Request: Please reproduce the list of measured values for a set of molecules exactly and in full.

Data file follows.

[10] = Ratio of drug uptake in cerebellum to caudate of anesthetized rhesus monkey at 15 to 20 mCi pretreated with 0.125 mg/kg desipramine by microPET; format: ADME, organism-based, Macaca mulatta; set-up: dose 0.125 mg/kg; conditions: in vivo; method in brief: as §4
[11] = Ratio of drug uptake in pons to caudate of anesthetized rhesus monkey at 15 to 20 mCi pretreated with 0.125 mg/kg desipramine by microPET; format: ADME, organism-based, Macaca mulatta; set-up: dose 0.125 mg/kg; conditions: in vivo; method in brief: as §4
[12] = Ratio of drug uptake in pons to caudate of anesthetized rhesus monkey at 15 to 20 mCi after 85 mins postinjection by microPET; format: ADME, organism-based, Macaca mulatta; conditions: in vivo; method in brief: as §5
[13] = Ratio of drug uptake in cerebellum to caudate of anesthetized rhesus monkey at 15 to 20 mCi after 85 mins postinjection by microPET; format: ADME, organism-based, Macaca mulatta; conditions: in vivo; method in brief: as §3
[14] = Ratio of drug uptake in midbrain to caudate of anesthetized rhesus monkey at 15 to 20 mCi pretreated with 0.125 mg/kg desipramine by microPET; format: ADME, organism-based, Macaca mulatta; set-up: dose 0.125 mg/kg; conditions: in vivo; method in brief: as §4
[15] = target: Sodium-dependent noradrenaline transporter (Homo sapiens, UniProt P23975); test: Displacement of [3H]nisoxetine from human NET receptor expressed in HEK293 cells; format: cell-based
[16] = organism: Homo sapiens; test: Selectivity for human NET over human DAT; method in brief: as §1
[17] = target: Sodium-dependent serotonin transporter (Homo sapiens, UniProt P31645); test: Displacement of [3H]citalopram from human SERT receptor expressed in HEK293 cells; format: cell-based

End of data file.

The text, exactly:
[10] = Ratio of drug uptake in cerebellum to caudate of anesthetized rhesus monkey at 15 to 20 mCi pretreated with 0.125 mg/kg desipramine by microPET; format: ADME, organism-based, Macaca mulatta; set-up: dose 0.125 mg/kg; conditions: in vivo; method in brief: as §4
[11] = Ratio of drug uptake in pons to caudate of anesthetized rhesus monkey at 15 to 20 mCi pretreated with 0.125 mg/kg desipramine by microPET; format: ADME, organism-based, Macaca mulatta; set-up: dose 0.125 mg/kg; conditions: in vivo; method in brief: as §4
[12] = Ratio of drug uptake in pons to caudate of anesthetized rhesus monkey at 15 to 20 mCi after 85 mins postinjection by microPET; format: ADME, organism-based, Macaca mulatta; conditions: in vivo; method in brief: as §5
[13] = Ratio of drug uptake in cerebellum to caudate of anesthetized rhesus monkey at 15 to 20 mCi after 85 mins postinjection by microPET; format: ADME, organism-based, Macaca mulatta; conditions: in vivo; method in brief: as §3
[14] = Ratio of drug uptake in midbrain to caudate of anesthetized rhesus monkey at 15 to 20 mCi pretreated with 0.125 mg/kg desipramine by microPET; format: ADME, organism-based, Macaca mulatta; set-up: dose 0.125 mg/kg; conditions: in vivo; method in brief: as §4
[15] = target: Sodium-dependent noradrenaline transporter (Homo sapiens, UniProt P23975); test: Displacement of [3H]nisoxetine from human NET receptor expressed in HEK293 cells; format: cell-based
[16] = organism: Homo sapiens; test: Selectivity for human NET over human DAT; method in brief: as §1
[17] = target: Sodium-dependent serotonin transporter (Homo sapiens, UniProt P31645); test: Displacement of [3H]citalopram from human SERT receptor expressed in HEK293 cells; format: cell-based